The monument includes a linear group of three prehistoric round cairns situated 10m apart in a curved line on the summit of Gweal Hill on the west coast of Bryher, in the north west of the Isles of Scilly. The north eastern cairn in the group survives with a circular mound of heaped rubble, 6.5m in diameter and rising 0.4m high. Around its north eastern periphery, 1m within the mound's edge, is a kerb of at least three small spaced slabs projecting to 0.1m high through the turf. Across the centre of the mound, two parallel rows of large slabs, up to 0.4m high, define the sides of a funerary chamber whose hollowed interior measures 2.7m long, north west - south east, by up to 1.2m wide. The side slabs are closely-spaced and mostly edge-set, up to 1.1m long; three slabs are visible along the north east side and two along the south west, with smaller rubble visible at their bases. No end slabs or covering slabs are visible. The central cairn also has a circular mound of heaped rubble, 6m in diameter and up to 0.5m high, with an outer kerb of small stones, to 0.1m high, spaced 0.5m-0.75m apart along its western periphery. Within this is an inner kerb, 3.3m in diameter, comprising spaced slabs, 0.7m-0.9m apart but with a 2m wide gap on the north; the largest slab in the inner kerb, on the north west, is 0.7m long and 0.2m high. The mound's central surface within the inner kerb is slightly hollowed, to 0.1m deep, with the edges of buried slabs visible in the turf on the WNW and south east sides, considered to be the remains of a funerary box-like structure, called a cist, which has been subject to an unrecorded antiquarian excavation. On the northern edge of the mound is a large flat slab, 1.3m long, 1.1m wide and 0.15m thick, considered to be a displaced covering slab from the cist. The south western cairn is built around a small natural granite outcrop on the southern crest of the hill's summit and which protrudes from the cairn surface slightly SSE of the mound centre. The cairn has a heaped rubble mound 11m in diameter and up to 1m high. At the centre a funerary cist is built against the natural outcrop which forms its south east side; the other three sides comprise large edge-set slabs, defining a sub-rectangular internal area measuring 1.1m north east - south west by 0.6m north west - south east and 0.4m deep. The cist is contained within two kerbs of edge-set slabs which are interrupted over the southern sector of the mound. The outer kerb runs generally 1m within the mound's perimeter, with at least eight spaced slabs of varying sizes up to 1.3m long and 0.25m high. The inner kerb has at least six spaced slabs, up to 0.75m long and 0.3m high, on a course passing 1.25m north east of the cist, then converging on the line of the outer kerb to meet it at the west and south east sides. On the north east a setting of three low slabs runs radially across the mound linking the kerbs at their point of maximum separation, accompanied shortly before reaching the outer kerb by two more slabs to their north, giving the effect of an inturned entrance to a partly disrupted route through the kerbs to the cist. Beyond this monument, a further small kerbed cairn is located at the foot of the northern slope of Gweal Hill, 135m to the north, and a prehistoric field system extends around the western and southern slopes of the hill from 30m to the west. This cairn and the prehistoric field system are the subjects of separate schedulings.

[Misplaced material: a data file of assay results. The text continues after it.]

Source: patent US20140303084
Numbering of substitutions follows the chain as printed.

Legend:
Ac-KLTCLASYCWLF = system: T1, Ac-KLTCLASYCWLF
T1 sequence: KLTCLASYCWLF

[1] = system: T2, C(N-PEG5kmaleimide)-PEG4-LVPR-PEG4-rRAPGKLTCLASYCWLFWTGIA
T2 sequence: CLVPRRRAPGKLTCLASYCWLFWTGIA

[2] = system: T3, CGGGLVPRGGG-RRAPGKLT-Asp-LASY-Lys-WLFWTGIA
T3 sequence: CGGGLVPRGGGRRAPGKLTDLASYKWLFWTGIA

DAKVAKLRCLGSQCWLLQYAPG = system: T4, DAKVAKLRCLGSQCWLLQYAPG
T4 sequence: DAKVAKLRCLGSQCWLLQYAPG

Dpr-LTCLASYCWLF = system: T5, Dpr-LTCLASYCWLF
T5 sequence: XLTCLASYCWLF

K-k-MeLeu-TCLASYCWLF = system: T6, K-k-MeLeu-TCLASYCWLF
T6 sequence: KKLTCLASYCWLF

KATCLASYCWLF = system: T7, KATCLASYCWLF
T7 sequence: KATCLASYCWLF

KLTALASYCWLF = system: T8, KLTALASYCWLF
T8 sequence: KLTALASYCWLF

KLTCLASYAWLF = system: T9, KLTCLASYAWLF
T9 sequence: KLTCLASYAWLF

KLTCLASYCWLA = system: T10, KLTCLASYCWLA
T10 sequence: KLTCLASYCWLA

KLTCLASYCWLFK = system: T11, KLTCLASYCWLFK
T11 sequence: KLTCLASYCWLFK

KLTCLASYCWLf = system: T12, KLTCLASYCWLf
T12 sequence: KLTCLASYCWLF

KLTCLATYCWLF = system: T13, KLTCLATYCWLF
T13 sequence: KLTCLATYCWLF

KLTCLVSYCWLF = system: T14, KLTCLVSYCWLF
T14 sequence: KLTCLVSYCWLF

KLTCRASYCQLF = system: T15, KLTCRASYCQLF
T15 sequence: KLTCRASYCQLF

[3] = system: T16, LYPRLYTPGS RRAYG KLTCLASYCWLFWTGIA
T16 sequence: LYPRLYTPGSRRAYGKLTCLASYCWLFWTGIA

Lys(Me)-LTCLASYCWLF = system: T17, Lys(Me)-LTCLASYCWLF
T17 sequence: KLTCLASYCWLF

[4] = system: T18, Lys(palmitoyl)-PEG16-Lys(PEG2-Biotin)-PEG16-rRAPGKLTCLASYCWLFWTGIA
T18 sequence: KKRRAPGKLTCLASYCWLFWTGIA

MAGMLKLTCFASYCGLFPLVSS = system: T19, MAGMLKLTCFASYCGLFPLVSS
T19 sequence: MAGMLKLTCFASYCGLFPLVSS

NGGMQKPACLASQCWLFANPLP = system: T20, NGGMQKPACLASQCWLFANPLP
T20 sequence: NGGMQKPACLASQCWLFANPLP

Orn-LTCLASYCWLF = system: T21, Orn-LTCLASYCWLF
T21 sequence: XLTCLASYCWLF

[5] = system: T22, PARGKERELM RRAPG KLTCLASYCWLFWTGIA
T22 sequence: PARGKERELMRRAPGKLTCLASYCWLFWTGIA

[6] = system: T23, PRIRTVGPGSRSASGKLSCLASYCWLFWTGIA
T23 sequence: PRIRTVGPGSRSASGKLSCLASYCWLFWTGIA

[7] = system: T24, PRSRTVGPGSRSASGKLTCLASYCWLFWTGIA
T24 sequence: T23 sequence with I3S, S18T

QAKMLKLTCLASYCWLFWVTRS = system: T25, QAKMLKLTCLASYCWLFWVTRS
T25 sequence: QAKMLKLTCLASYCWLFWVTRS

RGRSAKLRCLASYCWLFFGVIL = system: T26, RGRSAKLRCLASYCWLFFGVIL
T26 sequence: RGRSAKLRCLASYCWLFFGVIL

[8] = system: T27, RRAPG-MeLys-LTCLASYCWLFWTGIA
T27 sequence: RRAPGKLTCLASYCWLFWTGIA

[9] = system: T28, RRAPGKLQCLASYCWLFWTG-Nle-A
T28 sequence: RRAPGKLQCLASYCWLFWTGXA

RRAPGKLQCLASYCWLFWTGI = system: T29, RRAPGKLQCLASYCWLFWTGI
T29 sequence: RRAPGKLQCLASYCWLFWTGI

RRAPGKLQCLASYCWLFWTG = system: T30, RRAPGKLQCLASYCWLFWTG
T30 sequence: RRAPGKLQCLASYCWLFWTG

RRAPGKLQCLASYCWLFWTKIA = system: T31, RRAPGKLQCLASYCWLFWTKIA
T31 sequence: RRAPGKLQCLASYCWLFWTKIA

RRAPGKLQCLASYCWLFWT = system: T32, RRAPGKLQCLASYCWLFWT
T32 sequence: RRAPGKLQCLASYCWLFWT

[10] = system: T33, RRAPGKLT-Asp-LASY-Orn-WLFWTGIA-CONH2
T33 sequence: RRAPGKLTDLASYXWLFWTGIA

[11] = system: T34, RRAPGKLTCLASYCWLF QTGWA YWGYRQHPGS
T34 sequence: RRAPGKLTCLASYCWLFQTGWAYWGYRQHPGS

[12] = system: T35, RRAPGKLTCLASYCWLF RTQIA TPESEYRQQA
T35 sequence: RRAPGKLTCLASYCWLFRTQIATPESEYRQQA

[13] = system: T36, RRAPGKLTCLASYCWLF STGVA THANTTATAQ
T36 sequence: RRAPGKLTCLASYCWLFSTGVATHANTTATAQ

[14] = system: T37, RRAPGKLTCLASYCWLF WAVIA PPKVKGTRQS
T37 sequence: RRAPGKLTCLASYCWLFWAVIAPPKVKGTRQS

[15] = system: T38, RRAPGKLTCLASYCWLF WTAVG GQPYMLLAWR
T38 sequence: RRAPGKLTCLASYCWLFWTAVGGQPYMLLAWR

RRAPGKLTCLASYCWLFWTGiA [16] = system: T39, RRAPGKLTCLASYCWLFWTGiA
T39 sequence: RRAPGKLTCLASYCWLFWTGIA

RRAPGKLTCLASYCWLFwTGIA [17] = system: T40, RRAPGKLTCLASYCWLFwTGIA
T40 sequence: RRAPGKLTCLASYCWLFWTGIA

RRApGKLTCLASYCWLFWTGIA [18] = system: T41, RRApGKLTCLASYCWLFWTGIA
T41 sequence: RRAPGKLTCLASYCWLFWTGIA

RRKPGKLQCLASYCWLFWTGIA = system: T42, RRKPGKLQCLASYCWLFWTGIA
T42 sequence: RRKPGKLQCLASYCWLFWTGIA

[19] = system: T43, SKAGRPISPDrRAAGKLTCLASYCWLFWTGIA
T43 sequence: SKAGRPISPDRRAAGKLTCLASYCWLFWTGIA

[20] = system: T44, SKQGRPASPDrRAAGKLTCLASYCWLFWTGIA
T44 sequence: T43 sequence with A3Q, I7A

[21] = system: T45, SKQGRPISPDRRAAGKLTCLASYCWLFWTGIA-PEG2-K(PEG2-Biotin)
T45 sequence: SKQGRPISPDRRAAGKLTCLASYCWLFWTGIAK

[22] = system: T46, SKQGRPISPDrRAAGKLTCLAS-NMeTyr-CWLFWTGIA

MAP EXTRACT The site of the monument is shown on the attached map extract. It includes a 2 metre boundary around the archaeological features, considered to be essential for the monument's support and preservation.


The contents of this record have been generated from a legacy data system.

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Books and journals
Ashbee, P, Ancient Scilly, (1974)
Ashbee, P, Ancient Scilly, (1974)
Russell, V, Isles of Scilly Survey, (1980)
Russell, V, Isles of Scilly Survey, (1980)
Morley, B & Rees, S E, AM7 scheduling documentation for SI 1007, 1975,
Parkes, C/CAU, AM 107 for Scilly SMR entry PRN 7384, (1988)
Parkes, C/CAU, AM 107 for Scilly SMR entry PRN 7384.01, (1988)
Parkes, C/CAU, AM 107 for Scilly SMR entry PRN 7384.02, (1988)
Parkes, C/CAU, AM 107 for Scilly SMR entry PRN 7384.03, (1988)
Title: 1:2500 Ordnance Survey Map; SV 8714 Source Date: 1980 Author: Publisher: Surveyor:


This monument is scheduled under the Ancient Monuments and Archaeological Areas Act 1979 as amended as it appears to the Secretary of State to be of national importance. This entry is a copy, the original is held by the Department for Digital, Culture, Media and Sport.